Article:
GREENVILLE, N.C. — Temple threw a wrinkle at East Carolina on Thursday evening, and it worked in a 27-17 American Athletic Conference victory.

Backup quarterback Todd Centeio was told during the week that he would play one series in the first half and one in the second in place of starter Anthony Russo. Coach Rod Carey said after the game that Centeio had earned the time during practice.

Afterward, Carey let it be known that this was not a one-game experiment.

“Russo is our quarterback, but Toddy has earned it,” Carey said about playing time.

The Owls (4-1, 1-0 AAC) will host Memphis a week from Saturday in a noon game at Lincoln Financial Field. Memphis (4-0, 1-0) plays at Louisiana-Monroe on Saturday.

Here are four takeaways from Thursday’s game:

Can two quarterbacks work?

It certainly worked Thursday. Temple had been struggling and trailed, 7-0, when Centeio came in and led the Owls to a 29-yard Will Mobley field goal.

Centeio is a dynamic runner, but he also showed a good passing touch, completing four of five throws for 45 yards.

“I thought he played really well in a tough atmosphere, came in and ran the ball well and hit a couple of nice passes," Russo said. “He drove the ball down the field, got three points on the first drive, and it was big for us.”

Centeio, who led the Owls to the ECU 38-yard line in his one second-half drive before they were forced to punt, is out to prove he is more than just a running quarterback. He gained just 23 yards on nine carries, but he set the tone by running 13 yards around left end on his first play.

“I just wanted to help the team the best way possible, and they gave me the opportunity to do that and I executed,” Centeio said.

The fact that both quarterbacks are so different will give opposing defensive coordinators a lot to prepare for each week. The 6-foot-1, 210-pound Centeio has not only great speed, but also shifty moves that make tacklers miss. Russo (6-4, 230) is a pure drop-back quarterback who has one of the strongest arms in college football.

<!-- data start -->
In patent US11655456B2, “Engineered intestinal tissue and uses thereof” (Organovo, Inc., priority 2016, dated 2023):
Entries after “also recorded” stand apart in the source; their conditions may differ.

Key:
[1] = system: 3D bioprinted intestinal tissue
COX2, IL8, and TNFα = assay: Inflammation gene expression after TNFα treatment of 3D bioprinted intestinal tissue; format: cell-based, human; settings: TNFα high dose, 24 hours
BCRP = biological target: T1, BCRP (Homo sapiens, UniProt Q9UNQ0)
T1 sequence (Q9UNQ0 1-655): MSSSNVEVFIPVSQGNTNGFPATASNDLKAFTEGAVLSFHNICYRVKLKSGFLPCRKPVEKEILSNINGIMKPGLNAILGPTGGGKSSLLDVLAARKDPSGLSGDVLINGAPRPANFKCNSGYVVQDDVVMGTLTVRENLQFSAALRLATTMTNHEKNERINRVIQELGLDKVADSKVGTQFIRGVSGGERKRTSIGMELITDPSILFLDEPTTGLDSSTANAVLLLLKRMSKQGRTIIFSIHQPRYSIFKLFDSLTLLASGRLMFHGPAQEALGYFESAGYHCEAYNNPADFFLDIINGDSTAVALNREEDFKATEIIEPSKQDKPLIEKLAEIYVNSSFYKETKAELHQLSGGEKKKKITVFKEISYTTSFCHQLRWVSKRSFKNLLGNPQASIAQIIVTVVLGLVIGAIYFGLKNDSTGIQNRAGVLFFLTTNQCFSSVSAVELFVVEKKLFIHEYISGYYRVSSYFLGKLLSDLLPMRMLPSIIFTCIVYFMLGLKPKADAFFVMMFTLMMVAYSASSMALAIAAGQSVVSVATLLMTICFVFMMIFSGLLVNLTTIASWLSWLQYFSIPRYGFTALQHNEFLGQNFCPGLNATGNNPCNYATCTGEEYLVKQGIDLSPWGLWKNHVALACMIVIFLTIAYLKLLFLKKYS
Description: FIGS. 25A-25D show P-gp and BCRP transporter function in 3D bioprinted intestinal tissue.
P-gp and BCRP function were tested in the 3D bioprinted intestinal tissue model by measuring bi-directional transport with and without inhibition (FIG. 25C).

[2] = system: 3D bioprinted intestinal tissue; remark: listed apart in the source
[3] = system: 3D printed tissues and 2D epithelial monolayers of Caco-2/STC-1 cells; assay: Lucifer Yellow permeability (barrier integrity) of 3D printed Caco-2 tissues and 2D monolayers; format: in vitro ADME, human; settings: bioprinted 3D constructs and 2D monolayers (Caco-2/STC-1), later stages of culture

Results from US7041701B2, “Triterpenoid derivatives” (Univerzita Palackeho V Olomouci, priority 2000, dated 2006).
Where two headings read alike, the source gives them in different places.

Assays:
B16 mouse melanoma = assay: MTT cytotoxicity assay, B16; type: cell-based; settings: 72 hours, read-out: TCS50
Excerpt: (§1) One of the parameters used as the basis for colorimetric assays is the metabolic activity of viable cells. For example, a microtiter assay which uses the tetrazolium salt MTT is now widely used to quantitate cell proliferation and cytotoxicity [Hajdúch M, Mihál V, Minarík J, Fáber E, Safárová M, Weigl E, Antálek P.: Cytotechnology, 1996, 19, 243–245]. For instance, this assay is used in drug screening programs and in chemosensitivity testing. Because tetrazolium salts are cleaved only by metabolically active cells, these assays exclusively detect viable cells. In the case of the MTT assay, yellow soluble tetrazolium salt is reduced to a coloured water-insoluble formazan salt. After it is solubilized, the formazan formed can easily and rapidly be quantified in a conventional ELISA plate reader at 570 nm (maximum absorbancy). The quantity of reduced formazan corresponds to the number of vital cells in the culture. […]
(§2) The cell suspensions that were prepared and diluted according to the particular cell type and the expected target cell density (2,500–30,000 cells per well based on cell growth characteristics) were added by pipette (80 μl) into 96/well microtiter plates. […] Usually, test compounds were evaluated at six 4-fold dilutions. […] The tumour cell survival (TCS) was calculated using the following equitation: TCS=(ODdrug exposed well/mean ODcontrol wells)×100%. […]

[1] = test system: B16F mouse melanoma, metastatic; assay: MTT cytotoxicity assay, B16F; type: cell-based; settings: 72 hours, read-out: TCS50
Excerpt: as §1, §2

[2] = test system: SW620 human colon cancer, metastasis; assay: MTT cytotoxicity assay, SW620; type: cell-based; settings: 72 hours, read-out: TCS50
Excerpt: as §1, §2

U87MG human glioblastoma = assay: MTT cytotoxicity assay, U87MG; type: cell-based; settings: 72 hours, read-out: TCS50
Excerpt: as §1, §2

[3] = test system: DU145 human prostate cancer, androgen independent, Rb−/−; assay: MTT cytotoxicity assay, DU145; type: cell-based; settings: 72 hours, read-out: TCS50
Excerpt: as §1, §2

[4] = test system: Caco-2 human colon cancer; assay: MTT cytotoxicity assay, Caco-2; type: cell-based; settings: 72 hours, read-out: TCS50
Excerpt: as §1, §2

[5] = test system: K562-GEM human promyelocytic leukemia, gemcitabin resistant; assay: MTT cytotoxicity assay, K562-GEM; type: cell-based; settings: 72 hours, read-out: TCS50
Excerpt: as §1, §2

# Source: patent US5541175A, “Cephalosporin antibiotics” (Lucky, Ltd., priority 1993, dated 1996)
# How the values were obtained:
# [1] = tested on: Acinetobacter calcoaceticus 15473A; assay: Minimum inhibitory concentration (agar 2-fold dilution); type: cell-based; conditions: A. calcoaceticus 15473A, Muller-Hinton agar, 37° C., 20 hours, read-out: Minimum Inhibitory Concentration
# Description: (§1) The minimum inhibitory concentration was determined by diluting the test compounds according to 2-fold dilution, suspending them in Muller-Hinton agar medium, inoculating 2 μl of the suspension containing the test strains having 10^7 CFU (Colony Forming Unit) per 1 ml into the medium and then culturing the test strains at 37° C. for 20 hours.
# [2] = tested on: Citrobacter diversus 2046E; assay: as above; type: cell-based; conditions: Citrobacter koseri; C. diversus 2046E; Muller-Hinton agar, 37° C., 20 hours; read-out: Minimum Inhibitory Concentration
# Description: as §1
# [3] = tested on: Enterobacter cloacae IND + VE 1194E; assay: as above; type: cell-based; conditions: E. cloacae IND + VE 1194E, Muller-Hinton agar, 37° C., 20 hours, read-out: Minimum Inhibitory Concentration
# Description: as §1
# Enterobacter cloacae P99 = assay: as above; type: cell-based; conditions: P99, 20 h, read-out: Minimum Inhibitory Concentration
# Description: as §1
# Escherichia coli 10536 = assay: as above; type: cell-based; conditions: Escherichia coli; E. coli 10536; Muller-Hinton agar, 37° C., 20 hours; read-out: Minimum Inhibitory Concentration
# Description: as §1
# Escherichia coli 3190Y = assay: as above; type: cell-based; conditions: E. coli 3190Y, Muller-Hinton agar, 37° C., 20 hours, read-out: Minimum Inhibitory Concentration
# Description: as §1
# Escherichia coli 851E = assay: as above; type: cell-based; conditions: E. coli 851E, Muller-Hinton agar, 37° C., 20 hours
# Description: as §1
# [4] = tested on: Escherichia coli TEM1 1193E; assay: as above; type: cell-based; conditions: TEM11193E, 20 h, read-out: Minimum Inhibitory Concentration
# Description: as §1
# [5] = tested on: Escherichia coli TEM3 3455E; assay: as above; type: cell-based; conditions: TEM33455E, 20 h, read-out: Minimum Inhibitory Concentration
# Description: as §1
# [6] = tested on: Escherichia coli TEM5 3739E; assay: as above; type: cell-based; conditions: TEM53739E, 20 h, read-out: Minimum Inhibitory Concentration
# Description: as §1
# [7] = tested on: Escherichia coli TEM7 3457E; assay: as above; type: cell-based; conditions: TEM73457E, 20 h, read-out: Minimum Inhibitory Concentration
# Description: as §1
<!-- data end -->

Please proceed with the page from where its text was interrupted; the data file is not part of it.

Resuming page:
This looks like a plan that could work. At least in the first week it did.

Temple must cut down the penalties

The Owls committed 12 penalties for 80 yards. On ECU’s opening, 12-play, 90-yard drive that resulted in a 14-yard touchdown reception by C.J. Johnson, Temple was offside three times.

Against a 3-3 ECU team, Temple was able to get away with it. The Owls won’t be as fortunate in their upcoming schedule. Which brings us to ...

Toughest stretch for the Owls

The Owls will know by the end of October if they are AAC contenders. The next three games will be against teams ranked in one or more polls this week.

As mentioned, on Oct. 12, Temple will host Memphis, which is No. 23 in USA Today’s Coaches Poll. That will be followed by a game at SMU, No. 24 in the Associated Press poll. After that will come a home game against two-time defending AAC champion Central Florida, No. 18 by AP and No. 19 in the Coaches Poll.

Entering the weekend, UCF, SMU, and Memphis are the top three scoring teams in the AAC.

The defense continues to excel

Temple is allowing 17.2 points a game, and other than a 38-22 loss at Buffalo, the defense has played well. What truly stands out is the speed of the unit.

ECU quarterback Holton Ahlers loves to run to the outside and he hurt the Owls early, with 33 yards rushing on two first-quarter runs, including an 18-yarder on the opening drive. After that, the Owls bottled him up, sacking Ahlers three times. He finished with 26 yards on 11 carries.

After the first quarter, the Owls began forcing everything to the middle, where players such as safety Benny Walls (eight tackles) and middle linebacker Shaun Bradley (six tackles) cleaned up.

“We knew he likes to run to the big field,” said defensive end Dana Levine, who had two tackles for loss, including one sack. “We knew what he wanted to do and put our foot in the ground and tried to stop him.”